Where:

Once we have the azimuth or the waypoint angle, we must then calculate the heading error, which is just the difference between the azimuth and the robotic car’s heading with respect to the North, obtained from the digital compass:

heading_error = waypoint_angle – robot_car_heading.

**NAVIGATION CONTROL**

The control algorithm for the navigation is simple. First, we try to reduce the heading error by turning the robotic car to the right if the angle error is positive, and to the left if the error is negative. Because it’s difficult to reduce the error exactly to zero and maintain it at zero, I’m defining a tolerance range of ±5 degrees. So, it will be fine, in principle, if we reduce the error to any magnitude within that range. At the same time, we try to reduce the distance error by commanding the robotic car forward in the approximate direction to the goal. But by doing that, normally the angle error tends to increase in magnitude positively or negatively. This occurs because of tolerance errors not only in the sensors (GPS receiver and digital compass) but also in the actuators, and also because of outside disturbances. With that in mind, we must permanently iterate over the calculation of a new navigation vector and the minimization of both errors until we finally arrive at the goal.

If the heading error’s absolute value is between 5 and 45 degrees—25% of 180 degrees—the car will turn slowly right or left depending on the sign of the error (as stated earlier). If the error is between 45 and 180 degrees, the car will turn faster to minimize the error more rapidly. I chose the 45-degree limit empirically. It worked well in the tests, but can be changed in the Arduino code.

This control strategy, to my understanding, is some kind of “stepped proportional controller,” because it divides the error space in five steps: -180 to -45, -45 to -5, -5 to +5, +5 to +45, +45 to +180. The algorithm uses a proportional correction control signal “hardcoded” in the velocities of five corresponding maneuvers the robotic car has available, to correct the error and reach to the goal. Those maneuvers are: *turn right fast*, *turn right slowly*, *forward*, *turn left slowly* and *turn left fast*.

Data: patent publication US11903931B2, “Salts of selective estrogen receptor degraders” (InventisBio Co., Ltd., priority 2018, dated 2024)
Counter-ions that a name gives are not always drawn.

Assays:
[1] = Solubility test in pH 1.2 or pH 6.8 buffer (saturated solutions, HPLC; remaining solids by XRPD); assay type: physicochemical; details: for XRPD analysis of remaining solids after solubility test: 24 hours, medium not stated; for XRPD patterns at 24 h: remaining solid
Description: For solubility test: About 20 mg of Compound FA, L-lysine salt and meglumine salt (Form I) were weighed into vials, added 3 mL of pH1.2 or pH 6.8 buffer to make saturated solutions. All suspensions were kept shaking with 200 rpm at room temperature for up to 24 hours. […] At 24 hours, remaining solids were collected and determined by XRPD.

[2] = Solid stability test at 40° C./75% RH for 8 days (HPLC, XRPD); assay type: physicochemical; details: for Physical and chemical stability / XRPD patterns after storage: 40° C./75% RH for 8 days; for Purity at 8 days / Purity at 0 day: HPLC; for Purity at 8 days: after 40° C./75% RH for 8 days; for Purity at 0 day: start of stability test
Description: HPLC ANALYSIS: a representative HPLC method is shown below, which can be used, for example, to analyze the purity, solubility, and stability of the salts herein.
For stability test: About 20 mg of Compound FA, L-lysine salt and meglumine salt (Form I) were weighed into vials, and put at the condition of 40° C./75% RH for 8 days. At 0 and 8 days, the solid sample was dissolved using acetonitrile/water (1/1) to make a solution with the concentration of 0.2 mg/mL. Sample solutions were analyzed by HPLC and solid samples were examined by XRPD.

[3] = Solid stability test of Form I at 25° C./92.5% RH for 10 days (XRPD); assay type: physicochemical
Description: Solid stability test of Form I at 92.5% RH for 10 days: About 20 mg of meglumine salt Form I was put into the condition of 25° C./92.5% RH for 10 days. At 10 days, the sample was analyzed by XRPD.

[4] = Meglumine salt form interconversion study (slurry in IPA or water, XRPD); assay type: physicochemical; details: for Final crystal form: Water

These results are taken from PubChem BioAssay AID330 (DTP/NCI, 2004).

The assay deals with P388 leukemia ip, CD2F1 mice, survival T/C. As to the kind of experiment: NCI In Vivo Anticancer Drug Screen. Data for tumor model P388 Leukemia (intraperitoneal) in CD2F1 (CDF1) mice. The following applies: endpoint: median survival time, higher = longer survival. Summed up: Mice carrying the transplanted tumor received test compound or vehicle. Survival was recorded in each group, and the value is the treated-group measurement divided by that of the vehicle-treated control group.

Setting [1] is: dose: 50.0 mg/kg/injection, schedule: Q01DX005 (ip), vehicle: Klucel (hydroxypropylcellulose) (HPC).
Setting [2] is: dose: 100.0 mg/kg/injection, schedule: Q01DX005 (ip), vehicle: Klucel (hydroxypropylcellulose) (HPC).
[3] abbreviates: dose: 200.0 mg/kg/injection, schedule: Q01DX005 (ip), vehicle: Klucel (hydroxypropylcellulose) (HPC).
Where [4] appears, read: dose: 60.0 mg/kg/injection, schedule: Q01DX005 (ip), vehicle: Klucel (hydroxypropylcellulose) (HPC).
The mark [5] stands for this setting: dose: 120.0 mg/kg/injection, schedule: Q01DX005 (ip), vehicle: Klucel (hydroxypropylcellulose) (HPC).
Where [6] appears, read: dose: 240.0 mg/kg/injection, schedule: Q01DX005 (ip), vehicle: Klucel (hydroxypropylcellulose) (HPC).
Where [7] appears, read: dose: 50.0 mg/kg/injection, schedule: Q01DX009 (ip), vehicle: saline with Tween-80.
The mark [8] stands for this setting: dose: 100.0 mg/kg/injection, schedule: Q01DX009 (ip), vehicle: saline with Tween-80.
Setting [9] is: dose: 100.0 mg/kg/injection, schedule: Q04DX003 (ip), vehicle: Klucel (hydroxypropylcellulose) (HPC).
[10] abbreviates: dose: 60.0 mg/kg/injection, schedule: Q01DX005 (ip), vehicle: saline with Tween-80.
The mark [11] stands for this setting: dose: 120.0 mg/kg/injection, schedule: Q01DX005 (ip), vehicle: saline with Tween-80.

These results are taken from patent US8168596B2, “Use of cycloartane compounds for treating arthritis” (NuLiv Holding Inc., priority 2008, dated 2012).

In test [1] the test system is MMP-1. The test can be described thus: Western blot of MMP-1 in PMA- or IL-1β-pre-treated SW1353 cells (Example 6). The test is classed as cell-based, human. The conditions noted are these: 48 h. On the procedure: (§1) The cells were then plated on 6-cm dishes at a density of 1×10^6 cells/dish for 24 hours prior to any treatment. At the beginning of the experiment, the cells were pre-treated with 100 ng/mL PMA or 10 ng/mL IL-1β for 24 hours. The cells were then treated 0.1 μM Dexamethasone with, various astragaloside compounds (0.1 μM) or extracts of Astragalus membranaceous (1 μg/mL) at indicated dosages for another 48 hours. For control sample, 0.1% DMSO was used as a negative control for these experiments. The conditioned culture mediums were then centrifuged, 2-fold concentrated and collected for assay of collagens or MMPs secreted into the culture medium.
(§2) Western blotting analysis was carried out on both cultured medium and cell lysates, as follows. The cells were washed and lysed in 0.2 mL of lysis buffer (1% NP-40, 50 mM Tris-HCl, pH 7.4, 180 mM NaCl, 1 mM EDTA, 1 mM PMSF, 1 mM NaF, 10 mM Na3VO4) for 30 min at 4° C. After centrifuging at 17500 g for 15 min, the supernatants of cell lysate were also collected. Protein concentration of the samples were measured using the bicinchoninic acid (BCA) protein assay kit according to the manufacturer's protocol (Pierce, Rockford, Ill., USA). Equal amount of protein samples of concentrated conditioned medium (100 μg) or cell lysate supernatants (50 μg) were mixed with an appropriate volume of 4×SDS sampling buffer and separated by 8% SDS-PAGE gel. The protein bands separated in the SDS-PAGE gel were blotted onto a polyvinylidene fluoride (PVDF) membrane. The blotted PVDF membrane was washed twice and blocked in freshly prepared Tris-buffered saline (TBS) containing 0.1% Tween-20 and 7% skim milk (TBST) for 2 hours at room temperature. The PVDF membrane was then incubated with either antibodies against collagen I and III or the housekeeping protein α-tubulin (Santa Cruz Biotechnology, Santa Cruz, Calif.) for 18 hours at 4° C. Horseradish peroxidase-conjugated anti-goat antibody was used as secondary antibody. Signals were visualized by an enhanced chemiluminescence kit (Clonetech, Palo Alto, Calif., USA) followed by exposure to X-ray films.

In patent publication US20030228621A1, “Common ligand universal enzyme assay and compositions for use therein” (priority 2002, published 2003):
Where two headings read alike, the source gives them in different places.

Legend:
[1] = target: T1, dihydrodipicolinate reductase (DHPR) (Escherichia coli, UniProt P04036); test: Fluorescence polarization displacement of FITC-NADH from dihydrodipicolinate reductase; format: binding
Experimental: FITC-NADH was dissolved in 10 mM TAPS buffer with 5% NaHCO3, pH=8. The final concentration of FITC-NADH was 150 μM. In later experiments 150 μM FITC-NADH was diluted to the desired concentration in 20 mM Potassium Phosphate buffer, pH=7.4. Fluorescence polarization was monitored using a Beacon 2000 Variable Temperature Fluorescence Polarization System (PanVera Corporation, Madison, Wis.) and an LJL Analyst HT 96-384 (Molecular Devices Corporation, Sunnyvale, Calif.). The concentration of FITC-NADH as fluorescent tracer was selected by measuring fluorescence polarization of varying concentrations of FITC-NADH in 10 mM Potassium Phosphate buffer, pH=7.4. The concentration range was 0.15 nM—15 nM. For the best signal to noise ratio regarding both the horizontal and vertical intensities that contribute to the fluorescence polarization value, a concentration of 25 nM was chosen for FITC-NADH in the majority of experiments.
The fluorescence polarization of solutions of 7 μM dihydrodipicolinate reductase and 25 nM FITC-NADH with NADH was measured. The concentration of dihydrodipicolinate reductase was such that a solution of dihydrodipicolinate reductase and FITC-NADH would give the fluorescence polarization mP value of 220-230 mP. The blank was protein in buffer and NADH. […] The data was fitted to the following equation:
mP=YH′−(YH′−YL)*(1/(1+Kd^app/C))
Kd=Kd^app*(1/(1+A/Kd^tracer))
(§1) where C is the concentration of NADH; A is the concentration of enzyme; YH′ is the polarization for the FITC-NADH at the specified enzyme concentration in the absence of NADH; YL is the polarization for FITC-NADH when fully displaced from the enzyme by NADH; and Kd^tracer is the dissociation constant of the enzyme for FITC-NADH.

**GPS AND COMPASS PRECISION**

Precision and accuracy are two concepts not always correctly understood even by technically minded people, myself included. In the engineering world, both concepts are generally associated with taking measurements using sensors, and are sometimes wrongly used interchangeably. In simple terms, accuracy is how close a measured value is to the actual true value, and precision refers to the repeatability of the measurement—in other words, how close two or more measurements are to each other. **Figure 6** shows the difference between accuracy and precision. To more easily understand the difference, we can use the following illustration: If when throwing a basketball, you always hit the left side of the backboard and almost never get a basket, you are precise, but not accurate. The U-blox NEO-6M’s datasheet gives a horizontal position accuracy of 2.5 m, CEP (circular error probability) 50%—which means that only 50% of all measurements taken in a given period of time will have that 2.5-m accuracy. Moreover, this is under ideal conditions. Under most ordinary conditions, the accuracy (CEP 50%) can be reduced to 10 m, 20 m or more.

So, the accuracy with GPS navigation in general isn’t that high. In our case, the robotic car will reach the waypoints, more or less with that same level of accuracy. This doesn’t seem really impressive at first, but seeing the robotic car automatically navigate to all waypoints—within an error range—is still great fun! Generally speaking, we get a more reliable and repeatable behavior from the robotic car in wide-open spaces, with few buildings and other obstacles around. In such spaces, I have seen the car reach the goal in a radius between about 1 m to 3 m.

As you may already know, there are several ways to improve navigation accuracy. For example, you could use a much more sophisticated and expensive GPS, such as a differential GPS, or another type of sensor, such as odometry or an Inertial Measurement Unit (IMU) could be added to the car. In more sophisticated applications, a camera or a LIDAR sensor could be used also.